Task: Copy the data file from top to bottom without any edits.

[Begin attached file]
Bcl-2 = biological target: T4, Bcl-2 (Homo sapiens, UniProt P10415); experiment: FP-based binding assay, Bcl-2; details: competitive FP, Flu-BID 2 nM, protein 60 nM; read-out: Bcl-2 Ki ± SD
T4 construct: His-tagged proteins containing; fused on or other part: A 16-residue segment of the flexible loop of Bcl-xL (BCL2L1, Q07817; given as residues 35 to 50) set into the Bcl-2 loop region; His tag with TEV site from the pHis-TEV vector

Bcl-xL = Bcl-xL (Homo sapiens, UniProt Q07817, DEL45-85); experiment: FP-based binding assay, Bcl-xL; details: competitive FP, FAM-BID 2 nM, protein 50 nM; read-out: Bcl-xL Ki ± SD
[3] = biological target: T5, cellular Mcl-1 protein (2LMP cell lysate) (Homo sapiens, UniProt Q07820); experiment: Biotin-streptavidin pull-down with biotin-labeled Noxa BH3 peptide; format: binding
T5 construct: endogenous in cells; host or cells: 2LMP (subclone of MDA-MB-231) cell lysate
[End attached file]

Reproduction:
Bcl-2 = biological target: T4, Bcl-2 (Homo sapiens, UniProt P10415); experiment: FP-based binding assay, Bcl-2; details: competitive FP, Flu-BID 2 nM, protein 60 nM; read-out: Bcl-2 Ki ± SD
T4 construct: His-tagged proteins containing; fused on or other part: A 16-residue segment of the flexible loop of Bcl-xL (BCL2L1, Q07817; given as residues 35 to 50) set into the Bcl-2 loop region; His tag with TEV site from the pHis-TEV vector

Bcl-xL = Bcl-xL (Homo sapiens, UniProt Q07817, DEL45-85); experiment: FP-based binding assay, Bcl-xL; details: competitive FP, FAM-BID 2 nM, protein 50 nM; read-out: Bcl-xL Ki ± SD
[3] = biological target: T5, cellular Mcl-1 protein (2LMP cell lysate) (Homo sapiens, UniProt Q07820); experiment: Biotin-streptavidin pull-down with biotin-labeled Noxa BH3 peptide; format: binding
T5 construct: endogenous in cells; host or cells: 2LMP (subclone of MDA-MB-231) cell lysate